Fewer New Jobs in April
Hiring across the US slowed in April, as employers added 138,000 new positions. Even though many analysts expected growth to approach 200,000 new jobs, other labor experts felt this was not a sign of any long-term slowdown. “The results are basically returning to a more normalized growth after three months of strong growth,” said James Janesky, analyst with financial services firm Ryan Beck & Co. Others doubted the accuracy of the Labor Dept’s estimate. “I think the 138,000 is too low,” commented Kelly Services CEO Carl Camden. Industries with notable job gains in April included financial activities, healthcare and manufacturing. Average hourly earnings made their biggest gain in four years, rising 9 cents. The jobless rate was unchanged at 4.7 percent.
Employment Fears Take a Toll
Job insecurity can harm your health, according to a study by the University of Michigan. Researchers found that feeling insecure about your job harms both mental and physical health – whether you actually lose your job or not. Such worries can be as damaging as a life-threatening illness, the study contends. The report is based on interviews with over a thousand men and women under age 60. Those who reported feeling insecure on the job (about 25 percent) also reported being in worse health than those who felt they had job security. Job insecurity was especially hard on black workers. African Americans were three times more likely to feel insecure on the job, and four times more likely to feel depressed about it. Private-sector workers were found to be more vulnerable to negative health effects than those in the public sector.
On the Job Front
NATIONWIDE – Job cutbacks by US employers shrank in April, the fourth consecutive month of reductions. A total of 59,688 jobs were eliminated, 8 percent fewer than in March. Soaring gas prices, however, are expected to boost layoffs in the summer months . . . Ameriquest Mortgage is closing all of its 229 retail branches, cutting 3800 jobs.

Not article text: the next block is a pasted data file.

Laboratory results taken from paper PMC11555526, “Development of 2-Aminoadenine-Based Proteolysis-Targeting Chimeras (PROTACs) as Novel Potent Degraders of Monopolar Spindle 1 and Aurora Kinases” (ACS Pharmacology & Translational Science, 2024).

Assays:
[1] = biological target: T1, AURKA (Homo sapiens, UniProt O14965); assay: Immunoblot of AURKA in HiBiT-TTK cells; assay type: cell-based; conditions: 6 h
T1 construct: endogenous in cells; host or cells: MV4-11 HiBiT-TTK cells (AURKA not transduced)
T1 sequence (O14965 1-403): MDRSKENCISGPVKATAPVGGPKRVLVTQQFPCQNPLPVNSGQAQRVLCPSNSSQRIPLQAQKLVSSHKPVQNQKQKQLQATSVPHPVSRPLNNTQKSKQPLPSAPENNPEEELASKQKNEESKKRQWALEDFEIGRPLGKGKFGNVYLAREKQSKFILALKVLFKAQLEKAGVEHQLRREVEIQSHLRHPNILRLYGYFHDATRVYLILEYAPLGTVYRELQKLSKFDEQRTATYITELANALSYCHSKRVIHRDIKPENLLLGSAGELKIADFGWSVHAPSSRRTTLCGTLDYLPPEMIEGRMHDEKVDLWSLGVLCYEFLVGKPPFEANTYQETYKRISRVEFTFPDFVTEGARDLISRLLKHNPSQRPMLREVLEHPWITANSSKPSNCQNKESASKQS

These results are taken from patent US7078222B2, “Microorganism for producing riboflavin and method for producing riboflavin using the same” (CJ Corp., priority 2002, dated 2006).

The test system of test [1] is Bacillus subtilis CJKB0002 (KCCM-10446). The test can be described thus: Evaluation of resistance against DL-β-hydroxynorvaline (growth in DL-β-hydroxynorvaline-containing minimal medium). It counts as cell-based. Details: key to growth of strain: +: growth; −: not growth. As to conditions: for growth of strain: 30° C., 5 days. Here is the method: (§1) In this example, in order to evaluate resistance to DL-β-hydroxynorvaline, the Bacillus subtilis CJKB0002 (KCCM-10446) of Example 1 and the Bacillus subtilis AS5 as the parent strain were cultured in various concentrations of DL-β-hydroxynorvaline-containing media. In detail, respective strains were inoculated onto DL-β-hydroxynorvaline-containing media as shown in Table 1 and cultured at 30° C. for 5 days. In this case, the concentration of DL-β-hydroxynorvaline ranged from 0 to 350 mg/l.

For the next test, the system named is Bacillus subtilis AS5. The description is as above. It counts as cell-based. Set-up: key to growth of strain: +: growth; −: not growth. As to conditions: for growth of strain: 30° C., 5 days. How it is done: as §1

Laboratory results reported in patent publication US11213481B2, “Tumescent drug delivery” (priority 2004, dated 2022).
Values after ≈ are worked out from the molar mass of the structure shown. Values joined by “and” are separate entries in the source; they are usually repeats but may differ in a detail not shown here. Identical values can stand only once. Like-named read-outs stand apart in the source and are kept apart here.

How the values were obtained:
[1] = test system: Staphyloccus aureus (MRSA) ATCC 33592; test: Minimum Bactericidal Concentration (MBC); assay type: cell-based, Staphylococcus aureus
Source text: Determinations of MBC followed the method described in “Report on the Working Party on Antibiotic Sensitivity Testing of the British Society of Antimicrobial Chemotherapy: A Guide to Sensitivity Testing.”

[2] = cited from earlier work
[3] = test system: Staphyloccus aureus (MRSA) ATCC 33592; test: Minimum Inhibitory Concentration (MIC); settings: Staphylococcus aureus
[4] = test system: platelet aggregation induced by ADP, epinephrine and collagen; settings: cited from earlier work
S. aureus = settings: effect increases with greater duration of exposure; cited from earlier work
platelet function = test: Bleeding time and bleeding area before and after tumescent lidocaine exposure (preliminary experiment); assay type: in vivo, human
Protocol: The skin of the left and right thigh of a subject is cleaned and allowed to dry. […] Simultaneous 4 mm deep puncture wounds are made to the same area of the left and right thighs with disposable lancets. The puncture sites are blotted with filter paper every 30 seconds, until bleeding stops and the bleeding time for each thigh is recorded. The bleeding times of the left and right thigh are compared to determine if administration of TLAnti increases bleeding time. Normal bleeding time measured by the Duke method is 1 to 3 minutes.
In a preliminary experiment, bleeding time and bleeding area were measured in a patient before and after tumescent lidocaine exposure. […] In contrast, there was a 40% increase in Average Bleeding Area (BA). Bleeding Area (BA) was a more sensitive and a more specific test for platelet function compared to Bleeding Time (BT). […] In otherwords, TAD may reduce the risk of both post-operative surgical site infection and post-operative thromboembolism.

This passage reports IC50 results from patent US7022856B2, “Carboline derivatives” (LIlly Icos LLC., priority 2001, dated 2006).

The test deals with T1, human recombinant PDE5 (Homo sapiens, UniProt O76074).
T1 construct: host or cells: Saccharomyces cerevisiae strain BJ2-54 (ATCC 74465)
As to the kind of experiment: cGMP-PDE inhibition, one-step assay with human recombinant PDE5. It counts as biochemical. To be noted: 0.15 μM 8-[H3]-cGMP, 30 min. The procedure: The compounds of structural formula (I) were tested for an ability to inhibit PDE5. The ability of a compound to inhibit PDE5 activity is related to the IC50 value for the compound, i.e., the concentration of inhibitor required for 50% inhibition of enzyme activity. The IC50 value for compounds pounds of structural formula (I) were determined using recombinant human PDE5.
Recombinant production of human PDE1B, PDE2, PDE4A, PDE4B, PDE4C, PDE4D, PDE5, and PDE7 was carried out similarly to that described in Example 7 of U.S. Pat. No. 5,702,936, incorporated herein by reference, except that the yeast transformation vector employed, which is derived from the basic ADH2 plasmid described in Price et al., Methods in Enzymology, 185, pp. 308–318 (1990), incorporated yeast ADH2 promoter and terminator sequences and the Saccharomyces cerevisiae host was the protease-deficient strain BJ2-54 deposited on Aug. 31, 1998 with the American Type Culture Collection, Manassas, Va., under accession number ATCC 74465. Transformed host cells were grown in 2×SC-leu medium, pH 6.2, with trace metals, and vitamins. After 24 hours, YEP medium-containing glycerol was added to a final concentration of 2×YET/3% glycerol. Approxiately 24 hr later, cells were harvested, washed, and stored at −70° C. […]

STATEWIDE – The California travel industry continues to reap the benefits of a rebounding economy as figures for 2005 reflect an upswing in direct travel spending. Total tourist spending was $88.1 billion last year, an increase of 7.6 percent and the third straight year of growth. Travel directly supported 911,800 jobs, up 5.4 percent. Earnings totaled $28 billion. Travel spending in California is expected to grow 4.4 percent this year . . . As employees’ share of health insurance premiums continues to rise, more Californians are opting to go without the benefit. That’s according to a report by the Robert Wood Johnson Foundation, which found that 82 percent of workers opted for insurance coverage in 2003 (most current data), down from 87 percent in 1998. The report points out that workers without coverage tend to take more sick leave.
BAY AREA – The region may gain 40,000 new jobs this year, according to labor experts quoted in a San Francisco Chronicle special report. The growth should occur across a wide spectrum of industries. For more information, go to SFgate.com, and click on the Chronicle 200, a profile of the region’s top companies . . . Two Public Broadcasting System stations are merging. San Francisco’s KQED and San Jose’s KTEH will become one. Approximately 15 jobs will be eliminated as a result.
CUPERTINO – Borland Software, which makes tools for programmers, is laying off 300 people. The 20-percent cutback will save $60 million.